Simple DIY Wood Porch Steps Makeover

Last week I shared all the details about Phase 1 of our mission to maximize the curb appeal at the Riverside Retreat, and I’m happy to report that we’re one step closer to the finish line!

This project wasn’t in the original plan, but after a failed attempt at painting the tile, I turned to Instagram (and Photoshop) for help and came up with a new and improved plan of attack.

The plan was to cover the top of each step with stained wood (to match the railing) and paint the tile risers white. We could have wrapped the entire staircase in wood, but for our situation, that was unnecessary work/time/cost. Remember—the goal for this makeover is to maximize results with a minimal budget/timeline.

If this was our own house and not a future rental, we would have built a wood deck to cover the top of the porch too (I explained why that wasn’t an option for us in Phase 1) but cladding just the steps was much more do-able. I spent some time researching the plan, found several helpful tutorials on Pinterest, and was able to easily put together a plan.

Here’s what we used:

After sketching out the measurements, we were off to Lowe’s to grab our materials. Deck boards come in a few different sizes, and with the width of our steps (around 14″) it made the most sense to use 1×6 boards (which are technically 5.5″), to give us 3 boards on each step (2 full boards + one ripped down to 4″).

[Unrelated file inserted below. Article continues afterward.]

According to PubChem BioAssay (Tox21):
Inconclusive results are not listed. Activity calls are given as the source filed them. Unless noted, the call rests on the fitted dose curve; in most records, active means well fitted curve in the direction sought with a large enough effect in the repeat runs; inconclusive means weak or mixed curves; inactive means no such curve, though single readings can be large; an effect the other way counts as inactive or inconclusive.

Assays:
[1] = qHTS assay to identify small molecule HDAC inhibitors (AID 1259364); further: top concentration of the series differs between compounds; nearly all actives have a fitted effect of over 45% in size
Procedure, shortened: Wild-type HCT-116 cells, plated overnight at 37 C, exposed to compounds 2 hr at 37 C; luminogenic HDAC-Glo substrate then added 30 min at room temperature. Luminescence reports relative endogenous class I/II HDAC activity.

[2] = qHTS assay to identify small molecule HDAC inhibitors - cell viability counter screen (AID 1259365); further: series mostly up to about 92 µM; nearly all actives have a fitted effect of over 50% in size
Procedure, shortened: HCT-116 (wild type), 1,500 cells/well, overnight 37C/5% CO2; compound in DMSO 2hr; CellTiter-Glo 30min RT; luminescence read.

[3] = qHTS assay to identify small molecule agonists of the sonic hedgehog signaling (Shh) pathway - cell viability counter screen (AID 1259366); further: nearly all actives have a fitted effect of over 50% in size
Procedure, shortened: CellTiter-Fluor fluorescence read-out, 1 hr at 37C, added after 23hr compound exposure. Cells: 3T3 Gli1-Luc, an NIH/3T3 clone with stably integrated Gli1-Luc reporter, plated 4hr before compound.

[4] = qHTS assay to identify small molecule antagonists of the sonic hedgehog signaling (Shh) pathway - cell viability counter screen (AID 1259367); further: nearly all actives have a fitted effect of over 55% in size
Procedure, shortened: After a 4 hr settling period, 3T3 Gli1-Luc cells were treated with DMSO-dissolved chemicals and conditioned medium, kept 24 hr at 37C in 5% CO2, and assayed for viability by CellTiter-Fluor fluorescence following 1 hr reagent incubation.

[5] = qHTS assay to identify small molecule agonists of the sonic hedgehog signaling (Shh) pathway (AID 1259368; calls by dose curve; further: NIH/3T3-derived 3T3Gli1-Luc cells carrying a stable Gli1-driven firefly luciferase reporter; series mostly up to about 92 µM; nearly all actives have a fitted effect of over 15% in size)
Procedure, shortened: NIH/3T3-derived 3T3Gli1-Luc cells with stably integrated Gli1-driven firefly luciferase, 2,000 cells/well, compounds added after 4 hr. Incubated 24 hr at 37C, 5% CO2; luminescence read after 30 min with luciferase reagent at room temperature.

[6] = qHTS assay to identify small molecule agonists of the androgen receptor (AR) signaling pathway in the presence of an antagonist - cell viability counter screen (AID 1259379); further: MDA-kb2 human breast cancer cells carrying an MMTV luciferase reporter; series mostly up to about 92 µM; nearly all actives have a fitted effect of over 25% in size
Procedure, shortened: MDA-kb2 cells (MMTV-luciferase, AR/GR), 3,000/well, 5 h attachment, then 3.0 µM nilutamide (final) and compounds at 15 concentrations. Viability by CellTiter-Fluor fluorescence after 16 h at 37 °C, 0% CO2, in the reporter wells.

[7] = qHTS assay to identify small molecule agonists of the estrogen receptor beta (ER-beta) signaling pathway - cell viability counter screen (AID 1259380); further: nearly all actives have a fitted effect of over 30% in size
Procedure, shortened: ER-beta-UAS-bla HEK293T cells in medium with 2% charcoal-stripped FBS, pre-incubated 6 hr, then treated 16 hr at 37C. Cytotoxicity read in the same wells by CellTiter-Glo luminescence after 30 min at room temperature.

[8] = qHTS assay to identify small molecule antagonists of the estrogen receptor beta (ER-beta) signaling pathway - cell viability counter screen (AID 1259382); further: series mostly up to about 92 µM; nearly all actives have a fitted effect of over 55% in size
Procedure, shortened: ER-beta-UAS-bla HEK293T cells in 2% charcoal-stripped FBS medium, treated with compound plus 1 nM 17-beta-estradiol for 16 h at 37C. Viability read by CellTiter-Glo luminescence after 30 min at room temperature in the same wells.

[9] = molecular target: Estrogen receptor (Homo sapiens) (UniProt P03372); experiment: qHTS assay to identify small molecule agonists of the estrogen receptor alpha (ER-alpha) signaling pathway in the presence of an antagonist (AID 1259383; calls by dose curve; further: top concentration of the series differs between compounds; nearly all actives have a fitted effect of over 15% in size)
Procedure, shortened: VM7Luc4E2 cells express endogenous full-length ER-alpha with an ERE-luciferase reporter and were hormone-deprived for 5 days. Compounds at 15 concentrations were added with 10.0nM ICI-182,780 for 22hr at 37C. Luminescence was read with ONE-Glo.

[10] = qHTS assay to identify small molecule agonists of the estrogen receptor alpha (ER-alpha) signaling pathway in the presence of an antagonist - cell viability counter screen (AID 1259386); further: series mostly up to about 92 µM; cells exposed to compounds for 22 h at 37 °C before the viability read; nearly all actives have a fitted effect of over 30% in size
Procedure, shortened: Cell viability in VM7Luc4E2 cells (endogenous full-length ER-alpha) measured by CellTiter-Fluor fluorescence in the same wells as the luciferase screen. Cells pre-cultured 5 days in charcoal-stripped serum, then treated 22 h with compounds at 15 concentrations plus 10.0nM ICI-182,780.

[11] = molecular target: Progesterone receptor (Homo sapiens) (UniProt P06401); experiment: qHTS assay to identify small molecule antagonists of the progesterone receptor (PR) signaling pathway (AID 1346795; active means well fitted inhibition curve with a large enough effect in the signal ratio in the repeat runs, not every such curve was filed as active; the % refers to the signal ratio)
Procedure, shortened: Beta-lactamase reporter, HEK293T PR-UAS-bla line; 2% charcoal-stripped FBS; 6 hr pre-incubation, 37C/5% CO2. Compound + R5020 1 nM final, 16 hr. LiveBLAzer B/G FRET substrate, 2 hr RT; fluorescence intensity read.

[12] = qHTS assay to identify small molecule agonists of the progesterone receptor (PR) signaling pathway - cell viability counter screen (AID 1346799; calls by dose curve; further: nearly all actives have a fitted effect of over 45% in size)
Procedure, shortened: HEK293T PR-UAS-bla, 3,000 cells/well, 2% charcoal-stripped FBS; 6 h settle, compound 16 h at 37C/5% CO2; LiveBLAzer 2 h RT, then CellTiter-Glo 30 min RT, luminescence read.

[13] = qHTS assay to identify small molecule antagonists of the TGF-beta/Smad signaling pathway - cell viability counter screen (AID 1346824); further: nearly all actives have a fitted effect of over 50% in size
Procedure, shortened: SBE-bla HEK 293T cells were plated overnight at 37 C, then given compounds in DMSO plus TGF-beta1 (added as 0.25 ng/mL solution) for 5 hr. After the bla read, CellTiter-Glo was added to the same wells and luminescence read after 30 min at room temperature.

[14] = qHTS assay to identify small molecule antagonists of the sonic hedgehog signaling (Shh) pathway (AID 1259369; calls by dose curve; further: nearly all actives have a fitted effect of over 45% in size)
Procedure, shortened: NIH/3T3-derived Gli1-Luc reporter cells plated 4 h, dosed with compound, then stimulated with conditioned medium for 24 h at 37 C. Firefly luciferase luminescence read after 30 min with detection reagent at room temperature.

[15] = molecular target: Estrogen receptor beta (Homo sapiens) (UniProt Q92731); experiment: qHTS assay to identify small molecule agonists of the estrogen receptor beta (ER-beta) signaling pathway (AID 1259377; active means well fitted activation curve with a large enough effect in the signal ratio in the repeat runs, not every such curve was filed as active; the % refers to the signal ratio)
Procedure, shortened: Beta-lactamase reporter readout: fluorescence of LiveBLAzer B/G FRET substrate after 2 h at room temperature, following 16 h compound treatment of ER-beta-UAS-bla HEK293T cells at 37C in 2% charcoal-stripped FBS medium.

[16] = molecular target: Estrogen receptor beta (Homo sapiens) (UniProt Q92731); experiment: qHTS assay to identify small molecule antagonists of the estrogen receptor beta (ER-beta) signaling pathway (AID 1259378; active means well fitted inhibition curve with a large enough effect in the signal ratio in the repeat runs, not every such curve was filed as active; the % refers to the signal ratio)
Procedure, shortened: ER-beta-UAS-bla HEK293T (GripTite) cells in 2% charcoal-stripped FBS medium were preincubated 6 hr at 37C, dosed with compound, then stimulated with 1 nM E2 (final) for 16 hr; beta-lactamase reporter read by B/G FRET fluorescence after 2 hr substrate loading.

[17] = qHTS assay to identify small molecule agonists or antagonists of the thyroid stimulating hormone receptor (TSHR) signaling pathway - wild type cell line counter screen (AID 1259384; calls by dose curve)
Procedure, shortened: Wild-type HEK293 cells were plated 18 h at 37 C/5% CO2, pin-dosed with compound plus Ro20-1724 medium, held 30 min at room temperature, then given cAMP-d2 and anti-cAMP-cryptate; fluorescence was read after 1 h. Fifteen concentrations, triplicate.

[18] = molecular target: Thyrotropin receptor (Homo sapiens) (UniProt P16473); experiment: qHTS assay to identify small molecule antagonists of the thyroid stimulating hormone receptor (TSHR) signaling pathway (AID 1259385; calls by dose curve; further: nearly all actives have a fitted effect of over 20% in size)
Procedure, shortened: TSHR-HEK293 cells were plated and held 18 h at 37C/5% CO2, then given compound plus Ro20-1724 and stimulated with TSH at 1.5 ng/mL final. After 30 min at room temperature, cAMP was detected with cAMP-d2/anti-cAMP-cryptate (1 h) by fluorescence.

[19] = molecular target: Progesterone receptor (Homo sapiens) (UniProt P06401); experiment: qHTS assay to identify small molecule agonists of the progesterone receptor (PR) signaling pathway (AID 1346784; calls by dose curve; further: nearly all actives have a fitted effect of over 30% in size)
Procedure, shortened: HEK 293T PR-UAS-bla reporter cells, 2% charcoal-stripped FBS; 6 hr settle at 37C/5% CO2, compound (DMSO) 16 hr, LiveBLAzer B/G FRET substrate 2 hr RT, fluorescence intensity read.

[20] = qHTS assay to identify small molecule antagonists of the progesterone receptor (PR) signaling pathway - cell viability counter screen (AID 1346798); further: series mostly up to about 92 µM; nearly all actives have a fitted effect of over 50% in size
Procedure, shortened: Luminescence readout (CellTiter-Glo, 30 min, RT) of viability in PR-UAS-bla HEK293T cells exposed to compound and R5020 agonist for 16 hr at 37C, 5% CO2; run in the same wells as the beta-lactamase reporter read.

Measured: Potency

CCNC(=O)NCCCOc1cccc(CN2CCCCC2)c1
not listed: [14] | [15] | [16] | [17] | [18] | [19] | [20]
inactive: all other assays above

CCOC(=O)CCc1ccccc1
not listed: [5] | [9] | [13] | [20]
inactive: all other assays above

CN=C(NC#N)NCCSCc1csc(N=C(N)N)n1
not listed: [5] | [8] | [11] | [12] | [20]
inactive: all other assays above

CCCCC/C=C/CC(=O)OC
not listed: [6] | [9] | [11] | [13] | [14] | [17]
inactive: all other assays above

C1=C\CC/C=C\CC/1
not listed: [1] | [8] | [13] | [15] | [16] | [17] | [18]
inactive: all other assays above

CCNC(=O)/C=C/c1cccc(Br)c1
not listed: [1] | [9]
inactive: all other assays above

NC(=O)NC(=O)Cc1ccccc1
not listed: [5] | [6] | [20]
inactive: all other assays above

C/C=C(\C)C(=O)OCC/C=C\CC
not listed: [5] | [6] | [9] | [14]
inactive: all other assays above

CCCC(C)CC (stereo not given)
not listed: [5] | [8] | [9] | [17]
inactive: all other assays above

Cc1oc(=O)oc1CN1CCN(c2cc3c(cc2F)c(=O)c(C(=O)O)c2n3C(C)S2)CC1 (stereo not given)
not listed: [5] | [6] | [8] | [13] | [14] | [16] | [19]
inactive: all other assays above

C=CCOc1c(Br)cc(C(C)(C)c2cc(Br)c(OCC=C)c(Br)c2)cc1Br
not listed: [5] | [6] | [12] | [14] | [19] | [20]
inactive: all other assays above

It’s not advised to attach these directly on top of the concrete steps, so we used 2×4’s as our spacers (or ‘sleepers’ as they’re called in this application), which we already had leftover from our DIY railing.

Since the deck boards would be sitting on top of the 2×4’s, we needed some sort of trim to wrap around the sides so you wouldn’t see the 2×4’s underneath. These 1×2 pressure treated furring strips were perfect, because they were just about the same height as the 2×4’s (1.5″). We bought five:

We had all the other tools and materials at home, so this project cost us less than $50! Score.

Back at home, we began measuring and cutting…

I had primed the tile border around the porch, including the risers, earlier in the week to give the primer time to cure before painting.

Applying a few light coats and letting it cure made me hopeful that this will last!

While Lucas was cutting wood, I was cutting in around the porch with a steady hand (using Behr’s Castle Path)—I repainted the entire porch since the old house paint wasn’t an exact match.

Then it was time to attach the sleepers. Living in a block construction house, Tapcon concrete screws have become our best friend, and fortunately they go right through tile as well. You have to pre-drill pilot holes for each screw, and our poor hammer drill was put to the test after a solid hour of drilling (it survived!)